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What’s Legal and Still Illegal Under New Jersey’s New Marijuana Laws?

Author: Daniel T. McKillop|February 25, 2021

Gov. Phil Murphy signed landmark cannabis legislation into law on February 23, 2021...

What’s Legal and Still Illegal Under New Jersey’s New Marijuana Laws?

Gov. Phil Murphy signed landmark cannabis legislation into law on February 23, 2021...

What’s Legal and Still Illegal Under New Jersey’s New Marijuana Laws?

Gov. Phil Murphy signed landmark cannabis legislation into law on February 23, 2021...

Gov. Phil Murphy signed landmark cannabis legislation into law on February 23, 2021. In total, Gov. Murphy signed three bills. Assembly Bill 21, also known as the “New Jersey Cannabis Regulatory, Enforcement Assistance, and Marketplace Modernization Act,” establishes the rules and regulations for the legal recreational cannabis industry. Meanwhile, Assembly Bill 1897 decriminalizes marijuana, and Assembly Bill 5342 reforms the marijuana use and possession criminal penalties for minors.

Together, the legislation represents a significant change in the way marijuana is treated under New Jersey state law. Of course, the devil is in the details. Here’s a brief summary of what is legal and what is still illegal in New Jersey. 

Adult Recreational Use and Possession

In short, it’s legal for adults who are 21 or older to purchase, possess, and use small amounts of cannabis.  But the cannabis has to be legally purchased, and the adult-use market described in the laws enacted on Monday does not exist yet.  So until the new market is established, only patients in New Jersey’s medical marijuana program may legally purchase and use cannabis in the Garden State.     

For adults 21 and older, the possession of up to six ounces of marijuana is completely decriminalized. Assembly Bill 1897 expressly states “possession of six ounces or less of marijuana, including any adulterants or dilutants, or five grams or less of cannabis resin, is not subject to any punishment, as this possession is not a crime, offense, act of delinquency, or civil violation of law.” It is also no longer a crime to be under the influence of marijuana or hashish or fail to properly dispose of it. Using or possessing drug paraphernalia to ingest, inhale, or otherwise introduce marijuana or hashish into the human body is also no longer considered an illegal act.

The new law also establishes a new framework for individuals who distribute 1 ounce or less of marijuana or 5 grams or less of hashish, with the first offense resulting in a written warning. In addition, the odor of marijuana or hashish, either burnt or raw, by itself no longer establishes “reasonable articulable suspicion” to initiate a stop or search of a person or their vehicle to determine a violation of a possession offense or a fourth-degree distribution offense.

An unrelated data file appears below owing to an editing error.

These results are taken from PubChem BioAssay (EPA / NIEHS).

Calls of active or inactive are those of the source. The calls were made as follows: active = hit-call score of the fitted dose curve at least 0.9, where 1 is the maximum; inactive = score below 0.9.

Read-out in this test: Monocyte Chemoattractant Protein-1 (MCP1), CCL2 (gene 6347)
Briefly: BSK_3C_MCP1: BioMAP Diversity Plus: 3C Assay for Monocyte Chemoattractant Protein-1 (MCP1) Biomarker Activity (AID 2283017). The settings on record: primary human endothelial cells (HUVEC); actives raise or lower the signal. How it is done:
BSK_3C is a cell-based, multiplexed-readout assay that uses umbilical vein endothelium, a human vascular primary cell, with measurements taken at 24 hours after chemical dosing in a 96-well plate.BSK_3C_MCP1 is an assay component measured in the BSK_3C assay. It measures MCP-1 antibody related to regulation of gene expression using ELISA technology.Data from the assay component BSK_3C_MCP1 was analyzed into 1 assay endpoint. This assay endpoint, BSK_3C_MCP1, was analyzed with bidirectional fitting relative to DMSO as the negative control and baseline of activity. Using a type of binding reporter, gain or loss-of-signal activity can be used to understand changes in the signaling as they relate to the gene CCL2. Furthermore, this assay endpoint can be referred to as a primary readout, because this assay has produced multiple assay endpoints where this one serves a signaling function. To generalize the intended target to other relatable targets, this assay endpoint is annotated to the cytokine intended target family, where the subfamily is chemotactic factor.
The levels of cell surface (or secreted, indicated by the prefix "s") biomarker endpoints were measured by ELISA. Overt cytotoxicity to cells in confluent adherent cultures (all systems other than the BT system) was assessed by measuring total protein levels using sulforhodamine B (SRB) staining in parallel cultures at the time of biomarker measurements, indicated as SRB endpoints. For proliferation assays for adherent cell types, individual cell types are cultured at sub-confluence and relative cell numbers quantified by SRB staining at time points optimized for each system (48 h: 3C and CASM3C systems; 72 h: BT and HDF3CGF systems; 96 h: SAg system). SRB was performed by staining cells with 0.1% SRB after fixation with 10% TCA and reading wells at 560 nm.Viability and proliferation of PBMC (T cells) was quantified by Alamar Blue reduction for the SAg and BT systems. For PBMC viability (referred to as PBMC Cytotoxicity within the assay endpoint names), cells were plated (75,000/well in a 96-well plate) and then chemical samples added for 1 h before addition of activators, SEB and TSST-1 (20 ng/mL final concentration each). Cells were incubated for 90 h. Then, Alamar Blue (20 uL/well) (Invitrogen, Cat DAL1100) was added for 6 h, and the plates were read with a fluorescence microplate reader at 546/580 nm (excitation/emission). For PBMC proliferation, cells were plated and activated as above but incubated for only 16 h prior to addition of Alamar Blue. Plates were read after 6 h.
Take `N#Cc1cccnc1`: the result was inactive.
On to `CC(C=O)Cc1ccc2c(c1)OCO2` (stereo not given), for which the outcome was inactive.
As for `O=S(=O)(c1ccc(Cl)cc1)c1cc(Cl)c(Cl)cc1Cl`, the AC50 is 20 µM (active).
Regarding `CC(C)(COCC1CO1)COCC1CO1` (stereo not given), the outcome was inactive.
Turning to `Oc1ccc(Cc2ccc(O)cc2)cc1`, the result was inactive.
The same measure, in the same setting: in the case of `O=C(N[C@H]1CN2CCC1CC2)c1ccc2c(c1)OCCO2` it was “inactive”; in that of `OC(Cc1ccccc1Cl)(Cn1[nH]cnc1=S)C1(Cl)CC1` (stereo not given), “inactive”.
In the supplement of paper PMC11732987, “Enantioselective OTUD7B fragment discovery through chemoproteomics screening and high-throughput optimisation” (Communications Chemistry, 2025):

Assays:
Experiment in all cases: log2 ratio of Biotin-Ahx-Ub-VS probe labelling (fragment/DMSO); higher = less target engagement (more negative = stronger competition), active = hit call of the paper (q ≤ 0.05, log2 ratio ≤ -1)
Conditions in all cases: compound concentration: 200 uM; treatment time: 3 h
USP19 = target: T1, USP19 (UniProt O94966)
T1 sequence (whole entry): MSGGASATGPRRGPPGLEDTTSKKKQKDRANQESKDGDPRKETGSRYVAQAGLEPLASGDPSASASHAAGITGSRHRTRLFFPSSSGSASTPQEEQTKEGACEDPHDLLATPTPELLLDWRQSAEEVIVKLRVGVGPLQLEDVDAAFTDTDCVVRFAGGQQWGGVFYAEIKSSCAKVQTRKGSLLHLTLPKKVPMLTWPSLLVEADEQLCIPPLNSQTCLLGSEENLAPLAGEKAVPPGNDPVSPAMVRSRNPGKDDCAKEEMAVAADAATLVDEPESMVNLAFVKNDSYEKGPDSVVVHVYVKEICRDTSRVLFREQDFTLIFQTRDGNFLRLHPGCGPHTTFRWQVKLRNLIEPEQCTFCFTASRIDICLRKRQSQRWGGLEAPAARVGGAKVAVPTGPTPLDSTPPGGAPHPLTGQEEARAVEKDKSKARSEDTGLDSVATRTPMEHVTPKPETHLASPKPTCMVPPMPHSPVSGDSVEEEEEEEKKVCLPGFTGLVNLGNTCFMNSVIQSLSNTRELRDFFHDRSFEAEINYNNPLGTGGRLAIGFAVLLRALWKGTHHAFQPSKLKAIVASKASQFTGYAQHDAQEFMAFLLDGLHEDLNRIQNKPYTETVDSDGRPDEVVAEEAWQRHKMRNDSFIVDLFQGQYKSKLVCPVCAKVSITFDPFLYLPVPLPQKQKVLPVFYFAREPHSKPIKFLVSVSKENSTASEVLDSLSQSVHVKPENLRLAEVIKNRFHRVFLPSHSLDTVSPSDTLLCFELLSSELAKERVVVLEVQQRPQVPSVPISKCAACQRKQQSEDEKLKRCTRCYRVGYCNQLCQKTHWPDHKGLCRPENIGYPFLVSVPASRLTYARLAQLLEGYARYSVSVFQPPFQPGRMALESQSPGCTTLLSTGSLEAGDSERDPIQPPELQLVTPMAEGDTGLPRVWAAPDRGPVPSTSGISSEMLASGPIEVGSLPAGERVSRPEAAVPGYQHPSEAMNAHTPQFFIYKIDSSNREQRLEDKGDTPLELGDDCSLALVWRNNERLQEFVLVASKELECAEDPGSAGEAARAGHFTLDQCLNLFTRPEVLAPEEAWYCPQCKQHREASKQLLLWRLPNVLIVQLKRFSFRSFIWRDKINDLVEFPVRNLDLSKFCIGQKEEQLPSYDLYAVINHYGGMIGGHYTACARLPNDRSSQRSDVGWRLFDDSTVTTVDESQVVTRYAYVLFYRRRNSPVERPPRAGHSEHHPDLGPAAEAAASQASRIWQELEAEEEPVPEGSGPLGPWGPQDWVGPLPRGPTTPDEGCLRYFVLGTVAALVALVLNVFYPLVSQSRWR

Cannabis Users Under 21

Individuals under the age of 21 will no longer face arrest or penalties if caught with any amount of alcohol or marijuana in any public place. Instead, Assembly Bill 5342 makes the underage possession or consumption of an alcoholic beverage, marijuana, hashish, or any cannabis item subject to the following consequences:

  • First offense: Officers will issue a written warning, which must include the person’s name, address, and date of birth, but the warning will not be provided to the individual’s parent or guardian.
  • Second offense: Officers will issue a written warning, and also provide the person with informational materials on community drug treatment services. For individuals under the age of 18, the officer will provide the individual’s parent or guardian with copies of the warnings issued for both the first and second offenses.
  • Third or subsequent offense: Officers will issue a written warning and again provide the individual with information on community drug treatment services. If the individual is between 18 and 21, then the officer will provide notice of the written warning to the community drug treatment program; if the individual is under 18, then the officer will again provide the juvenile’s parents or guardian with a copy of the written warning.

Additionally, the odor of alcoholic beverages or marijuana will not constitute reasonable articulable suspicion to initiate an investigatory stop of a person or constitute probable cause to initiate a search of a person or that person’s personal property to determine an underage possession or consumption violation. Also, the unconcealed, underage possession of an alcoholic beverage, marijuana, hashish, or cannabis item, observed in plain sight by a law enforcement officer, will not constitute probable cause to initiate a search of a person or that person’s personal property to determine any further unlawful possession or consumption violation or any other violation of law.

Cannabis Consumption Areas

While cannabis may be legal, users must be mindful of where they consume it. Smoking, vaping, or aerosolizing cannabis in public places will still be prohibited, and would be prohibited in any place pursuant to law that prohibits the smoking of tobacco, including most indoor public spaces.  Notably, however, Assembly Bill 21 authorizes consumption lounges at approved cannabis retailers and medical cannabis dispensaries.

Home Grow Not Allowed

Unlike most other states that have legalized cannabis, New Jersey residents can’t grow their own marijuana for medicinal or recreational purposes. Cannabis may only be grown for commercial purposes, and such “cultivation” requires a license from the state.

Restrictions by Employers, Landlords, and Others

Landlords and other businesses may still prohibit the consumption of marijuana on their property. The new law specifically provides that “the smoking, vaping, or aerosolizing of marijuana or hashish may be prohibited or otherwise regulated on or in any property by the person or entity that owns or controls that property.”